Everything about Kabylia
By Allas Di Tlelli
Meftah is a small town about fifty miles from Algiers. The year was 1994. Algeria, on top of the Islamist terror, was on fire. The state was on the verge of collapse. Khomeini revolution was about to happen again with terror in south Mediterranean, while the West, which focused on the international Islamism, allowed “the Islamic network of support for the Algerian gerillja” to transform itself in Europe and USA. The military regime in Algiers sought a compromise with the GIA (an armed islamic organisation), and left with this Democrats, the independent press, women, workers … alone against the nefarious beast, armed only with their courage and firm will, shouted repeatedly in the streets of Algiers, Tizi Ouzou and other cities in Algeria, this slogan: “Neither Tehran, Khartoum or Kabul, Algeria will be free and democratic.”
Although the fundamentalists’ goal was primarily the security services, the army’s young conscripts, all stemmed from the working class, journalists, intellectuals and Democrat activists … women have suffered for a long time before the official start of their “holy war” in 1992. The women were the ones who suffered worst of the barbarism of the green fascism. In the absence of official statistics, speaks of thousands of women murdered, like so many raped, many of them were mothers of several children born of unknown fathers who grew up in the bush, away from all contact with civilization. Hundreds of other women were reduced to slaves in the bunkers where they were held captive ..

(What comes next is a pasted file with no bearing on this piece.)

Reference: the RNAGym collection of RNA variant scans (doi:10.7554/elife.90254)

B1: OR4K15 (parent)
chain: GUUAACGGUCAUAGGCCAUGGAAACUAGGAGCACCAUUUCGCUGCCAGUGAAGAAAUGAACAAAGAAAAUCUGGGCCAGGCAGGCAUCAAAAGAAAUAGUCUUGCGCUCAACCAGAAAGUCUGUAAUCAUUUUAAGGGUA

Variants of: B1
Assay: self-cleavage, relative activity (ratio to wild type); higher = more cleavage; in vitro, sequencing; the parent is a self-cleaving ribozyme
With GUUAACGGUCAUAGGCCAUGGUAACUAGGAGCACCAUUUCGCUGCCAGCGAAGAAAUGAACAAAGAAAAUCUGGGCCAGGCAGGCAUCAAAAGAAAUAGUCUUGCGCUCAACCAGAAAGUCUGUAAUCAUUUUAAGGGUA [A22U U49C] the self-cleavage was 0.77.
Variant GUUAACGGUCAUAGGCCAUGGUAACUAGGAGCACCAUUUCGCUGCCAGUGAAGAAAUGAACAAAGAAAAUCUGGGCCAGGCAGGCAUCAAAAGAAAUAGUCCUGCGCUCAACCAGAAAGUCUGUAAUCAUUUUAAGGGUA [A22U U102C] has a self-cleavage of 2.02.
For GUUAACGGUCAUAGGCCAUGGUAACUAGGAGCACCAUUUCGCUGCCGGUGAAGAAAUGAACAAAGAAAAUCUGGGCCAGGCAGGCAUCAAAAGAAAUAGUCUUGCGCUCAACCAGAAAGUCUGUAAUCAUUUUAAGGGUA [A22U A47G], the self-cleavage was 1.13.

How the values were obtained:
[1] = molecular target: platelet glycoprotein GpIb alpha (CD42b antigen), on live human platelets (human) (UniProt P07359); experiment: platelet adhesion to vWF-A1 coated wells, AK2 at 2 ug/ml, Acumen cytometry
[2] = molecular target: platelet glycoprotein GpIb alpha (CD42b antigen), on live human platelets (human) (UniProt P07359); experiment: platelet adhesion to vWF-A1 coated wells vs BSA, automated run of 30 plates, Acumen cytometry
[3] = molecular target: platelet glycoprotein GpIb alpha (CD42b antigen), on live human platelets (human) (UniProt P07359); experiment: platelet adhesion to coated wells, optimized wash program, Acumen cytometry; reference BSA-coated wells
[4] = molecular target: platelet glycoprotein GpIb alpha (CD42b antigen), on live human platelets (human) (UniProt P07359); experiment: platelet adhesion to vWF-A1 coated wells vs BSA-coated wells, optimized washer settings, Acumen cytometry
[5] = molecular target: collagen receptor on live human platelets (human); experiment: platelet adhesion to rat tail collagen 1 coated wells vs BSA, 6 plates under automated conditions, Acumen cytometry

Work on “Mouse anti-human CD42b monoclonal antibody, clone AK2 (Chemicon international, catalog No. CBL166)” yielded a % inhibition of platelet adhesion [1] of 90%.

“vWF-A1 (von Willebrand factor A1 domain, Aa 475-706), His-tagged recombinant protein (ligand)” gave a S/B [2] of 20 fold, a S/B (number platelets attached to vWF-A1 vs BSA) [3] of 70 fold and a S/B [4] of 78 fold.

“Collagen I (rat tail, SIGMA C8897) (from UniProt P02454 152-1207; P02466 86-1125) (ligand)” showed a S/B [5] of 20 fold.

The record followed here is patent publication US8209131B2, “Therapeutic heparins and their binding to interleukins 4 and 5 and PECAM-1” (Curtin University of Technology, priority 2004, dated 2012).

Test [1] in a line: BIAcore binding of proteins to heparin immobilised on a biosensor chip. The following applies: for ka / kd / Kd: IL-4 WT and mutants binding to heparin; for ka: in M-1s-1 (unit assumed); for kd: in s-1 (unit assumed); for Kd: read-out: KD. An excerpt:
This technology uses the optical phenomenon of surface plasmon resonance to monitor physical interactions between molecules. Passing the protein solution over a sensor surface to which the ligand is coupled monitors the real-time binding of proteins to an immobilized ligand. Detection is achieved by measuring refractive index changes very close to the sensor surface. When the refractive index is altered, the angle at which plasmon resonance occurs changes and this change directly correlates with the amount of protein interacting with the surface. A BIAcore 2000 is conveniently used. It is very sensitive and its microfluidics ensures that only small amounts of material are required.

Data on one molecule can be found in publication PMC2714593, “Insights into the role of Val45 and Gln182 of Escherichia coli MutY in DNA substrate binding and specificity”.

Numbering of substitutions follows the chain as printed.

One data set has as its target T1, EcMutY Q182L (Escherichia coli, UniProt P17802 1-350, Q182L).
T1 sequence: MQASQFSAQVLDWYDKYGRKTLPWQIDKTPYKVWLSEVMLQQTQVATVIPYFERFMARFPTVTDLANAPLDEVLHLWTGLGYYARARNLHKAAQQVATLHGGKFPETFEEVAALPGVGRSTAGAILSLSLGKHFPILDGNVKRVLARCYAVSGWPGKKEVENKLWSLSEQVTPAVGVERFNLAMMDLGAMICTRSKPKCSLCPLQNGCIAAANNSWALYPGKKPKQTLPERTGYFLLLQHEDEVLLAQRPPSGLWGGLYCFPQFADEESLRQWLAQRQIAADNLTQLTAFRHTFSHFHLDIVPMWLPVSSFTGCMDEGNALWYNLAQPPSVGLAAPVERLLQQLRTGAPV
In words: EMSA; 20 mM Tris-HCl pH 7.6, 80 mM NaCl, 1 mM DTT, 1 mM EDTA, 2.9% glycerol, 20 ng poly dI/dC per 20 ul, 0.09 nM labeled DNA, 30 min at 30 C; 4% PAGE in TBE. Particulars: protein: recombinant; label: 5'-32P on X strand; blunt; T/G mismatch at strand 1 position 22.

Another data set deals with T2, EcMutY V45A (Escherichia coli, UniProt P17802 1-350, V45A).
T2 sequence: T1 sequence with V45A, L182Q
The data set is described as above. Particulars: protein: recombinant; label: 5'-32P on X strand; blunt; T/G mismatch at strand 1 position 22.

Besides,1994 was the year in which the fundamentalist strategy became collective bloodsheds and kidnappings of young girls and women in general. The Muslim violence was commonplace for entire groups, namely those living outside major cities. In the wake of Muslim extreme hate expression, women without veils (and multiple others) were constantly harassed and threatened in their physical integrity. Many still remember the day in 1994 when Algiers (and other cities) discovered its walls and boulevards full of posters that bore the signature of the GIA in which it was ordered that all women should wear veils within eight days. After this period, any woman without a veil would be executed at the earliest opportunity. Many who felt alone and helpless, bowed to the order. Other, more stubborn, continued to live their normal lives, with her hair fluttering in the wind. They had strength enough to defy Islamist threats and delivered to the men, a very rare lesson of courage and determination.
One of the girls, named Katia Bengan, barely 17 years old, was a brilliant high school student in Meftah, a small town in Mitidja. The city was named by the Islamic hordes as a “liberated territory” because of the total absence of the state in this region where the GIA was supreme. Against this backdrop of fear where almost all the male stooped to save their skins, got the young Katie additional warnings in the form of threats to force her to cover up. She refused to obey, showed a persistence that was intolerable for the bearded. She had impressed her teachers, her classmates and a population that underwent daily these nightmares religious obscurantism. She wanted to be free, wanted to be worthy, she wanted to be a woman. It was in cold blood she was murdered by a mob of bearded cowardly men on her way to school on February 28, 1994. Since then, Katie was immortal. She became a symbol of resistance and vitality for all women and all men who love democracy and freedom.
Now, in 2017, 23 years after the murder of Katia, she is still among us – somewhere around us. But her parents, resigned to its dignity, is inconsolable.